And then there was this one moment of magic.

Maradona did a slight dribble, pivoted, escaped Matthaus and released a peach of a defence splitting pass in the 86th minute. Burruchaga was in the clear on the right flank and calmly made it 3–2. There was an explosion of joy, wild screams, a glass breaking , pillows thrown, my dad picking me up in his arms in sheer happiness – utter pandemonium.

Argentina had won the World Cup and I, who was not an Argentine and understood very little, was happy out of my brains. No logic.

That was the start of a love affair with a game which I have carried till today. I played football through school, college university and more, until paying bills became important. I was never any good, but I enjoyed playing it. Even today I play out of the same passion. But it is not just that, it was also a thing that connected me with my dad till his death. Over the years as I travelled the world making my career, during Champions League games, Euro’s and World Cup games we would text each other and talk about games. Debate whether Messi was better or Maradona and so on.

Like it was 86.

Next year in 87, Maradona won the league with Napoli and then the UEFA championship. Napoli, a team that had won nothing in decades. This was what made Maradona such an icon for me. It’s easy to win with a good team, but he won games and championships with teams which were pretty much nothing without him.

It was one man’s will and sheer raw talent to win against all odds. Not a perfect man, but a man who refused to accept defeat.

What started with Mexico 86 continues today. I still support Argentina in all World Cups even though they never won it again. Italia 90 was fun. Cannigia’s goal that knocked out Brazil remains a happy memory. In the finals it was once again Germany versus Argentina. Brehme scored the only penalty of the game. After saving a handful of penalties throughout the tournament, Goycochea failed to stop Brehme and Germany won.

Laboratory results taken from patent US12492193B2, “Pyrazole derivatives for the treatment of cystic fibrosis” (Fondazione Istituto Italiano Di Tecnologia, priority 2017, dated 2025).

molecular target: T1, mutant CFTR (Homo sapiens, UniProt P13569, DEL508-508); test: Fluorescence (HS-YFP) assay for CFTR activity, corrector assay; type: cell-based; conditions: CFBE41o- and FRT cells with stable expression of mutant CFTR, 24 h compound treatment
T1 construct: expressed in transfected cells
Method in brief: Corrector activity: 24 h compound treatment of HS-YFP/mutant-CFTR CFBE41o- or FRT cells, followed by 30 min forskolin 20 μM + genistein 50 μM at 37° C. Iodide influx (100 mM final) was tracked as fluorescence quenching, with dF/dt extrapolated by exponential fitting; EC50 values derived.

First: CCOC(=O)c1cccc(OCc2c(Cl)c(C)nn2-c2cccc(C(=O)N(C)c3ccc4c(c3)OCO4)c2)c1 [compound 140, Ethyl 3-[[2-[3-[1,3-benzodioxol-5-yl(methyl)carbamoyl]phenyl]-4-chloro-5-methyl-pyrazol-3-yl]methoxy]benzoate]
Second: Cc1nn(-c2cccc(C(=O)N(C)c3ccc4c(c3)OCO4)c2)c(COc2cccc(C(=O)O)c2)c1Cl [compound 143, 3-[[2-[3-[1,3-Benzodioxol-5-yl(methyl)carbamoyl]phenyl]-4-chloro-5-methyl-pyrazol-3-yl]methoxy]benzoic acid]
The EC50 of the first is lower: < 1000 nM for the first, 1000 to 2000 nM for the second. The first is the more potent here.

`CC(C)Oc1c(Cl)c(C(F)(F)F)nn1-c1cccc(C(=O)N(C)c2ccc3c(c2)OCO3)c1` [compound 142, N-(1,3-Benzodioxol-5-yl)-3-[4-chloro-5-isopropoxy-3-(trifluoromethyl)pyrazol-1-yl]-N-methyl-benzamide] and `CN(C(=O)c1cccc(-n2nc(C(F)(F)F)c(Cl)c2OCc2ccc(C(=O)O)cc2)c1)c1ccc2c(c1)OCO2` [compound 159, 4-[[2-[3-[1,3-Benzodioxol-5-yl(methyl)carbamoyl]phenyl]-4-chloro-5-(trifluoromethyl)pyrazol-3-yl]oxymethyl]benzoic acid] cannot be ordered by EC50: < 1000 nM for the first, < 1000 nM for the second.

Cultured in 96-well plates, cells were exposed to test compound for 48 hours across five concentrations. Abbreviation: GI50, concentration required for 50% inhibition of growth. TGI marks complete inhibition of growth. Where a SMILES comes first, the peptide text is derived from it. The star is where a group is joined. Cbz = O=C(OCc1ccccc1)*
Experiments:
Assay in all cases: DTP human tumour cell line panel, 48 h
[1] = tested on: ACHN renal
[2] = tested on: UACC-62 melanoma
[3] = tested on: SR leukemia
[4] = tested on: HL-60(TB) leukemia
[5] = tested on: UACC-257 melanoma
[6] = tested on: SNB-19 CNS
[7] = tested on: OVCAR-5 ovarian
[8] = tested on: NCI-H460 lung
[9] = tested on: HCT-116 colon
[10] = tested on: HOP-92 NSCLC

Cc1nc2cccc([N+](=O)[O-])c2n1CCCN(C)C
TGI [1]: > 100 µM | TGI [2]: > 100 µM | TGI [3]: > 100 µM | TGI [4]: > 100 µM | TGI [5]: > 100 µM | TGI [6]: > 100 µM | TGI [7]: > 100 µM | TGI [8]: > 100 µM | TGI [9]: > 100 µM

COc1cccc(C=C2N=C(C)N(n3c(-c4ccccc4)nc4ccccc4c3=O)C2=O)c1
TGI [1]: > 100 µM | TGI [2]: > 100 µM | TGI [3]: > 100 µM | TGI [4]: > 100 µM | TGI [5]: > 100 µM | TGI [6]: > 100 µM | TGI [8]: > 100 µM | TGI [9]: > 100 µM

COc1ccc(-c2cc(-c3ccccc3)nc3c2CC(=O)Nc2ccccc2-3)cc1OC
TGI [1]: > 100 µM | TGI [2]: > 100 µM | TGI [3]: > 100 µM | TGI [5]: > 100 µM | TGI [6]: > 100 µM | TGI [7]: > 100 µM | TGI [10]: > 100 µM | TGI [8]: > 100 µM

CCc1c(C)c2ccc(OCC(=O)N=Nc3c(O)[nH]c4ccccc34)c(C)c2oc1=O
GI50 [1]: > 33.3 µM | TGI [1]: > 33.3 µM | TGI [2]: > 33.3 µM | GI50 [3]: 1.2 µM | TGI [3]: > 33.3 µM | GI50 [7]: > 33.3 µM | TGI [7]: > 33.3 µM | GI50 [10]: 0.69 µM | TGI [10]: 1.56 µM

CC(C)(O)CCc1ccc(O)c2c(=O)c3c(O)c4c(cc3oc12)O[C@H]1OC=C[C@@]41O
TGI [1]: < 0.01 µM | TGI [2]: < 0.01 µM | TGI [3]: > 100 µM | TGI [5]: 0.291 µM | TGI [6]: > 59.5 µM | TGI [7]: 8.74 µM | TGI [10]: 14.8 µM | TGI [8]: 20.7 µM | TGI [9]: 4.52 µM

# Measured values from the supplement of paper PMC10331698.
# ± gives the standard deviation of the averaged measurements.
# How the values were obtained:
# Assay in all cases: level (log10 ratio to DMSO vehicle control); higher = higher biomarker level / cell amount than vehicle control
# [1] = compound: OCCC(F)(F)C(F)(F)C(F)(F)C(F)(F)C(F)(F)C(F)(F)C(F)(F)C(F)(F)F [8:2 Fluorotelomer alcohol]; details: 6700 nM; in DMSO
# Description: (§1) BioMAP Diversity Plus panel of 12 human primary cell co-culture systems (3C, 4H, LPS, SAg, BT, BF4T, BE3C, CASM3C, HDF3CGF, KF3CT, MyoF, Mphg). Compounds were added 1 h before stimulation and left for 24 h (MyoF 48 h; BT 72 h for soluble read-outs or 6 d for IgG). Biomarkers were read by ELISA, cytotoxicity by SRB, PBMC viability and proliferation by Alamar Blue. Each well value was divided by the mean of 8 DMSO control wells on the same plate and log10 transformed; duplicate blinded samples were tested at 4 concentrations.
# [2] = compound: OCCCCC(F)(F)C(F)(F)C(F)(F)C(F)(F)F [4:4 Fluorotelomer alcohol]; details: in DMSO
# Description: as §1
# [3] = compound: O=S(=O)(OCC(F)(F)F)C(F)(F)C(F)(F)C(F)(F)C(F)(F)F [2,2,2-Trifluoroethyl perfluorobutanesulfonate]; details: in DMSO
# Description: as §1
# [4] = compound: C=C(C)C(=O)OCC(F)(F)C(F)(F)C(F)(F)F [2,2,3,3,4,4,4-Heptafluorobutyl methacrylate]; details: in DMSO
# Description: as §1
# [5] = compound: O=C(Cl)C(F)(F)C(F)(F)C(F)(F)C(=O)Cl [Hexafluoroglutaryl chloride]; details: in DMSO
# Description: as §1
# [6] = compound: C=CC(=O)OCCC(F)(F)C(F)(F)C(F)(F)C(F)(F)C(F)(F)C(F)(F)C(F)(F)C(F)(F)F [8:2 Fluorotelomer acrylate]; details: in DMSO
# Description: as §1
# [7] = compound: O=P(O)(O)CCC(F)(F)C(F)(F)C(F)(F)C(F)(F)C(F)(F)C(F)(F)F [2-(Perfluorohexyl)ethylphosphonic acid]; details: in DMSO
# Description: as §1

That night I cried as Maradona left the field in tears.

In 2014, it was Sabella’s Argentina who met Germany in the finals again and with misses from Messi and Higuain, Mario Goetze scored the only goal of importance he has ever scored in his life and Germany won again.

Again I cried as Messi looked listless into the camera. I was 34 years old.

Over the years, football evolved. I enjoyed the era of Milan’s dominance in the 90s, with Van Basten, Rudd Gullit , Maldini, Baresi, and Ariggo Sacchi and then pivoted to Cruyff’s dream team in Football Club Barcelona – a loyal affair that I have continued for 24 years. A club Maradona played for. And then I enjoyed Napoli and their resurgence under Maurizio Sarri. Again, a club Maradona played for.

The past 20 years there was not much positive about Maradona in the news. Cocaine, doping, mafia, health issues, illicit children – and yet it did nothing to diminish him in my eyes. To me his story remained a shining example of fighting against all odds to win. That it was possible to win if you wanted to win. Coming from abject poverty in the slums of Buenos Aires, with no formal training, this kid who started playing football on the streets from the age of three, redefined how the game could be played, won the greatest prize in the world of football single handedly and gave enormous joy to millions across the world.

The fact that was he was not perfect, almost made him real to me. A troubled personality, his raw genius was what made everything else pale into insignificance. In my life I have never seen a better dribbler of the football. Diego was real. Unscripted. Raw genius. You cannot create these. They happen once in a century. And he had passion. An insurmountable love for the game.

He wasn’t the most consistent. Or the most astute of role models. But his raw talent as a footballer was off-the-charts. When he played, it was poetry. For that reason alone, to me, he is the best footballer of his generation.

And then yesterday, Diego Maradona passed away. Marking the end of an era.

Gracias Diego.

From 86 to now, you have unknowingly influenced a few things in my life. My lifelong love for football to start with, my relationship with my father to follow up with and my undying wish to see Argentina win the World Cup again.

To believe, that it is possible, even if the odds are stacked against you.

Oh and yes, you were also the reason, I got my first television. The image of my dad working midnights in his workshop, assembling a TV to watch the 86 World Cup is one of the most defining memories of him I carry with me.

Rest in peace.